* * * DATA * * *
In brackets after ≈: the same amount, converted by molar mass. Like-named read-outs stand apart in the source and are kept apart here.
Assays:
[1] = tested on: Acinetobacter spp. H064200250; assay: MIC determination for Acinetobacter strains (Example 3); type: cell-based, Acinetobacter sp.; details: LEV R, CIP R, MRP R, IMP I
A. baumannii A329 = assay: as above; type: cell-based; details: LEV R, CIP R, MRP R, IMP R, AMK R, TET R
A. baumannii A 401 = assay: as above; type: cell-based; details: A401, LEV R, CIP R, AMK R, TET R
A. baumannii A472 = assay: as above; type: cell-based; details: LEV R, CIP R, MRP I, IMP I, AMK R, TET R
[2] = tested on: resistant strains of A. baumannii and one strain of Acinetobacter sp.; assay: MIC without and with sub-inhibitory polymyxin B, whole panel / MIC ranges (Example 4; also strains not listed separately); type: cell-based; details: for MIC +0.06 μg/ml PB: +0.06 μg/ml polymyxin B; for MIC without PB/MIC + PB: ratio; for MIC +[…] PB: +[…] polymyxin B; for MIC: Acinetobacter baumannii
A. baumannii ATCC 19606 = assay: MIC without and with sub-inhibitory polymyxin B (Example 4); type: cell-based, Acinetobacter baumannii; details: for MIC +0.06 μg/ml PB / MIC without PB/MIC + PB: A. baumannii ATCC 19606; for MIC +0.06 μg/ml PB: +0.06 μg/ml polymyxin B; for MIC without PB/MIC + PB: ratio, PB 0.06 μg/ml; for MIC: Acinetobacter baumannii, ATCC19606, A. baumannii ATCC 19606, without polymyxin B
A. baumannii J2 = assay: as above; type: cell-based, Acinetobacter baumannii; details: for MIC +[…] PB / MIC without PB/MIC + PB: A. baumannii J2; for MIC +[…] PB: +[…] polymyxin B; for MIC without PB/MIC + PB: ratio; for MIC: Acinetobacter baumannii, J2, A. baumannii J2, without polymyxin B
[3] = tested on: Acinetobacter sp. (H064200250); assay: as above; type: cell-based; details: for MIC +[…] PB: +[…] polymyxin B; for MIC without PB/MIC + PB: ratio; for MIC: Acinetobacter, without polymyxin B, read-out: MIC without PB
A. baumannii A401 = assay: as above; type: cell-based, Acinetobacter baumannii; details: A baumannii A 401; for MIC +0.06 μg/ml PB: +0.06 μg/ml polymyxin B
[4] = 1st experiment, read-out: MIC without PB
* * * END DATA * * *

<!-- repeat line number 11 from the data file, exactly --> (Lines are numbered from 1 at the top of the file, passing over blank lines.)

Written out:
A. baumannii A401 = assay: as above; type: cell-based, Acinetobacter baumannii; details: A baumannii A 401; for MIC +0.06 μg/ml PB: +0.06 μg/ml polymyxin B